The Magnificent Seven
Horne (Vincent D’Onofrio), Mexican outlaw Vasquez (Manuel Garcia-Rulfo) and lone Comanche warrior Red Harvest (Martin Sensmeier).
The seven then train the locals for the big battle they know is coming.
The storyline is predictable, and director Fuqua could have delved deeper into the backstories of the seven who have come to save the townfolk from Bogue.
However, this is still a decent shoot-em-up western, with plenty of action that will remind you of why this genre was once so popular.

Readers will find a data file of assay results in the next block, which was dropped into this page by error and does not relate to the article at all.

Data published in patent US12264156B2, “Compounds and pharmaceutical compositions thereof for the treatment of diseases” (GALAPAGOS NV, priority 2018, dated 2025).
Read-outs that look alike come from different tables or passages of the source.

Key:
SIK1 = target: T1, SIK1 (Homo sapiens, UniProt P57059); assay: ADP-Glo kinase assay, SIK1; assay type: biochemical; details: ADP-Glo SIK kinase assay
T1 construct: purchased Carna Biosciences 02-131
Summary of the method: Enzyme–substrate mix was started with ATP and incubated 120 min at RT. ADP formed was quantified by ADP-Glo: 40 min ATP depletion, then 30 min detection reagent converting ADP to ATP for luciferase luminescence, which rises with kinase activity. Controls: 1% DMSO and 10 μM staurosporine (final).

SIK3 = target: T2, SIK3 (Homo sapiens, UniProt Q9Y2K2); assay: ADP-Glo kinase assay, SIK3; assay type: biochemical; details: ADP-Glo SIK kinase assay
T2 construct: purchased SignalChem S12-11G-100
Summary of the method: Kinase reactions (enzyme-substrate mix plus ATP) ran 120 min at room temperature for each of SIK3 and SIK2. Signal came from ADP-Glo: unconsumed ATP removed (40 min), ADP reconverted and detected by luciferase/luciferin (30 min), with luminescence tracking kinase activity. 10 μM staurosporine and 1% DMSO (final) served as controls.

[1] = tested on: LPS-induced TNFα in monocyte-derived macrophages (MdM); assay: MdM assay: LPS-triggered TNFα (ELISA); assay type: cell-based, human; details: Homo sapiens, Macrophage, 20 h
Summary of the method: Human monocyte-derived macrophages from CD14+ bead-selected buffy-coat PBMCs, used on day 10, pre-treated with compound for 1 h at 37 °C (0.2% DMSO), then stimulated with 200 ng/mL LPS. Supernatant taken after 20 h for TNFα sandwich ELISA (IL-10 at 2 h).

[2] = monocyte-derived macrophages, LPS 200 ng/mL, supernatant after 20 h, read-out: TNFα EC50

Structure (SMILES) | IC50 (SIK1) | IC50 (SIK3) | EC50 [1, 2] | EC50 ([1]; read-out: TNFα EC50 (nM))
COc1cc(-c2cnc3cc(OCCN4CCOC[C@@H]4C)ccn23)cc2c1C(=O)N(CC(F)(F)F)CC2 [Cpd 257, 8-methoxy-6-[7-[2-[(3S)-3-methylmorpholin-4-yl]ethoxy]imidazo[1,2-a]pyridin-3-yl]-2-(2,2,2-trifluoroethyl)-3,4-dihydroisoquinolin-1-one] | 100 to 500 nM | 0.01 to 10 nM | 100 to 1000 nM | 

The original 1960 The Magnificent Seven (which was based on a Japanese film Seven Samurai) had an enduring score written by Elmer Bernstein.
The new score by the late James Horner pales in comparison, but thankfully, you get to hear the original briefly in the closing credits.